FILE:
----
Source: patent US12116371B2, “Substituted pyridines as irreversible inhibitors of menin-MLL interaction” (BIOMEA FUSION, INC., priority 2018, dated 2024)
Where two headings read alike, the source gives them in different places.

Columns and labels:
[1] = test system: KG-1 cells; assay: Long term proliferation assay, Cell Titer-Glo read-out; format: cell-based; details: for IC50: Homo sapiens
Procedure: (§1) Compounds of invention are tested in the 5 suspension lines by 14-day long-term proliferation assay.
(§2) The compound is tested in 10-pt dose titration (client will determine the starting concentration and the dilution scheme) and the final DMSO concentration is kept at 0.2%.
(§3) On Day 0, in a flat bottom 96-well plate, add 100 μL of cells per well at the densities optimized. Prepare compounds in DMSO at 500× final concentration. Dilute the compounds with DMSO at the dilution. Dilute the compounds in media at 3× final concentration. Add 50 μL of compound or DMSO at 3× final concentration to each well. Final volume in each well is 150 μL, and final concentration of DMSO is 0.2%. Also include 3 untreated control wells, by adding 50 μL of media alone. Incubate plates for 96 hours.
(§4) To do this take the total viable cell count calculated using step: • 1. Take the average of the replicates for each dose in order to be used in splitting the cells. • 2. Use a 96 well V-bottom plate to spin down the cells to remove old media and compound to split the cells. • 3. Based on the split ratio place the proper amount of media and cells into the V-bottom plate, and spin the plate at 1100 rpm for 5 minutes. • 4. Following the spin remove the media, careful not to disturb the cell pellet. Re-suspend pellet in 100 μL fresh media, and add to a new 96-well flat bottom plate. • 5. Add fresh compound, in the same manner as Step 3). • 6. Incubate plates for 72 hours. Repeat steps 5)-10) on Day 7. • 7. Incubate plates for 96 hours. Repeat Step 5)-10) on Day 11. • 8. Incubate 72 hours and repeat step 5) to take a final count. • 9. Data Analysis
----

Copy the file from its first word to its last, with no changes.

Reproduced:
Source: patent US12116371B2, “Substituted pyridines as irreversible inhibitors of menin-MLL interaction” (BIOMEA FUSION, INC., priority 2018, dated 2024)
Where two headings read alike, the source gives them in different places.

Columns and labels:
[1] = test system: KG-1 cells; assay: Long term proliferation assay, Cell Titer-Glo read-out; format: cell-based; details: for IC50: Homo sapiens
Procedure: (§1) Compounds of invention are tested in the 5 suspension lines by 14-day long-term proliferation assay.
(§2) The compound is tested in 10-pt dose titration (client will determine the starting concentration and the dilution scheme) and the final DMSO concentration is kept at 0.2%.
(§3) On Day 0, in a flat bottom 96-well plate, add 100 μL of cells per well at the densities optimized. Prepare compounds in DMSO at 500× final concentration. Dilute the compounds with DMSO at the dilution. Dilute the compounds in media at 3× final concentration. Add 50 μL of compound or DMSO at 3× final concentration to each well. Final volume in each well is 150 μL, and final concentration of DMSO is 0.2%. Also include 3 untreated control wells, by adding 50 μL of media alone. Incubate plates for 96 hours.
(§4) To do this take the total viable cell count calculated using step: • 1. Take the average of the replicates for each dose in order to be used in splitting the cells. • 2. Use a 96 well V-bottom plate to spin down the cells to remove old media and compound to split the cells. • 3. Based on the split ratio place the proper amount of media and cells into the V-bottom plate, and spin the plate at 1100 rpm for 5 minutes. • 4. Following the spin remove the media, careful not to disturb the cell pellet. Re-suspend pellet in 100 μL fresh media, and add to a new 96-well flat bottom plate. • 5. Add fresh compound, in the same manner as Step 3). • 6. Incubate plates for 72 hours. Repeat steps 5)-10) on Day 7. • 7. Incubate plates for 96 hours. Repeat Step 5)-10) on Day 11. • 8. Incubate 72 hours and repeat step 5) to take a final count. • 9. Data Analysis